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Minimal levels of acute food insecurity expected despite the lean season

  • Remote Monitoring Report
  • Honduras
  • May 2013
Minimal levels of acute food insecurity expected despite the lean season

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  • Key Messages
  • Projected Outlook through September 2013
  • Key Messages
    • Normal crop development is likely due to normal rainfall distribution. Localized rainfall deficits in July could lead to reduced yields in drier areas. Yet overall, the anticipated dry spell is likely to be less dry than usual in July. A tropical cyclone is anticipated to reach the north coast in June and could impact local production.

    • Acute food insecurity is likely to remain Minimal (Phase 1 IPC 2.0) through the projection period, even with the ongoing lean season, as poor households are meeting their needs. Despite the seasonal rise in prices, good national and regional production of red beans kept prices low and accessible. Further food access will result from the Primera season in August.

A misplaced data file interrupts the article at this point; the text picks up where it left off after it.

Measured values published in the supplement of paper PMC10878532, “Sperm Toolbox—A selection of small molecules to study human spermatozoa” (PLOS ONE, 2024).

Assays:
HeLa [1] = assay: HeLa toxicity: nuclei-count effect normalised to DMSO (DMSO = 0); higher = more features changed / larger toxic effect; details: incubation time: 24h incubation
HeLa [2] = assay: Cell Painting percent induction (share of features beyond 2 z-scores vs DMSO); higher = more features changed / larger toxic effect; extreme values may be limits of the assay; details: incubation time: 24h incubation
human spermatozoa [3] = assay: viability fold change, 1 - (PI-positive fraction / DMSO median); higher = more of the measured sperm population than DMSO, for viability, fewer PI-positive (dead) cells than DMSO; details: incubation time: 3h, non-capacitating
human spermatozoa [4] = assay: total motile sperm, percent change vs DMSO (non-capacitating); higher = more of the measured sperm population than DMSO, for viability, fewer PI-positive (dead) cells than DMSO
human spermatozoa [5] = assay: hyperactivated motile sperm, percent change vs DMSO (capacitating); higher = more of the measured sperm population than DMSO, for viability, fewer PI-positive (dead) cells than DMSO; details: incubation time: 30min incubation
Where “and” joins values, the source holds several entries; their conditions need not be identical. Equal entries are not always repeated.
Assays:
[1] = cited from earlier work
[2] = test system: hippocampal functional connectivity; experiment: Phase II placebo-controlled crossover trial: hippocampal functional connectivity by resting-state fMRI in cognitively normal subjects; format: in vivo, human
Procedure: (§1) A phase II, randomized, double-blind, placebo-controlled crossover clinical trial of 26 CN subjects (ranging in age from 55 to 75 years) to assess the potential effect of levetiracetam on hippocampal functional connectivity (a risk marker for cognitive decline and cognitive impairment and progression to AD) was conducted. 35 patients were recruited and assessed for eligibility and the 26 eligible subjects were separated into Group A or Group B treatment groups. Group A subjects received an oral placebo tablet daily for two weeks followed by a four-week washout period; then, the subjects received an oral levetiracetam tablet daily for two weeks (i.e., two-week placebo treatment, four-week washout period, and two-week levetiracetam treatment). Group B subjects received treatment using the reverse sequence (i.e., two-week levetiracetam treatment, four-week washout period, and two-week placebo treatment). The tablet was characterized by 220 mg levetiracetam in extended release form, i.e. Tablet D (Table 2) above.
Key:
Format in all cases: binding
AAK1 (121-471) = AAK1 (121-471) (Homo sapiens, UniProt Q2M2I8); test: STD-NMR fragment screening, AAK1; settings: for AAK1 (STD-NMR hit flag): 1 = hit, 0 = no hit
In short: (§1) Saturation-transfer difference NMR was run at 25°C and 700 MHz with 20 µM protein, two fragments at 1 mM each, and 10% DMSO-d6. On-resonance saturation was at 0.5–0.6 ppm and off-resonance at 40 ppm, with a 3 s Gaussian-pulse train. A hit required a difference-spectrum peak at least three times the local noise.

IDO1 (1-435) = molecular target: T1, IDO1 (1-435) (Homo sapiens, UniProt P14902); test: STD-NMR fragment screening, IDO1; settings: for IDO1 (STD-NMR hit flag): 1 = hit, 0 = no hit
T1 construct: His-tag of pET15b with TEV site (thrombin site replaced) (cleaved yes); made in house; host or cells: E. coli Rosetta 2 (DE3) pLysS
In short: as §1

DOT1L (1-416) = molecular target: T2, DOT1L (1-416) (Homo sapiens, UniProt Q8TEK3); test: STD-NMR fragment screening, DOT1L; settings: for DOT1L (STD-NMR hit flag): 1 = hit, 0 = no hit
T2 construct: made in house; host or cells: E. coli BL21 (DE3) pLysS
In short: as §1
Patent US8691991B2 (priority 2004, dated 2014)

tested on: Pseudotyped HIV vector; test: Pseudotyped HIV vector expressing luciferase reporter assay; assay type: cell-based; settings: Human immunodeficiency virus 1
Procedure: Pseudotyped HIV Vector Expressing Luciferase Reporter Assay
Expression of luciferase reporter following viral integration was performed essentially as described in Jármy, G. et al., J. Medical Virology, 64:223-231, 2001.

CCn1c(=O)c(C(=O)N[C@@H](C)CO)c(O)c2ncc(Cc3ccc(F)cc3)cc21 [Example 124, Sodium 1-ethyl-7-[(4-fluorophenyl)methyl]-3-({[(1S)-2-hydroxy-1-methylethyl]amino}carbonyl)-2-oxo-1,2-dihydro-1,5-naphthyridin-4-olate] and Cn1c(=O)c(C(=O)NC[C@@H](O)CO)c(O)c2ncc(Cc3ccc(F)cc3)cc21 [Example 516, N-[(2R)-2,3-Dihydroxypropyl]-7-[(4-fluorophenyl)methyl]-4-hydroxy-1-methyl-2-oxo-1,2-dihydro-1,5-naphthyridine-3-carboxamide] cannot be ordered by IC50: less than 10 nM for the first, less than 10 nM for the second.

• Coffee rust will reduce the 2013/2014 harvest by at least 35 to 40 percent, which is on average higher than in Nicaragua, El Salvador, and Guatemala. Consequently, labor demand and wages are likely to decrease by at least 30 percent during the next harvest (October 2013 to March 2014).





    • A tropical cyclone near the north coast is likely in June.
    • Localized rainfall deficits are likely in July.
    • Primera production may be reduced in localized areas.

    Coffee-producing areas (Livelihoods 3, 6, 7, 11, 15)

    • Coffee rust prevalence is three to four times higher than usual.
    • The 2013/2014 harvest will be 35 to 40 percent less than the 2011/2012 record harvest.
    • Household income from the coffee harvest is likely to decline by at least 30 percent.

    Projected Outlook through September 2013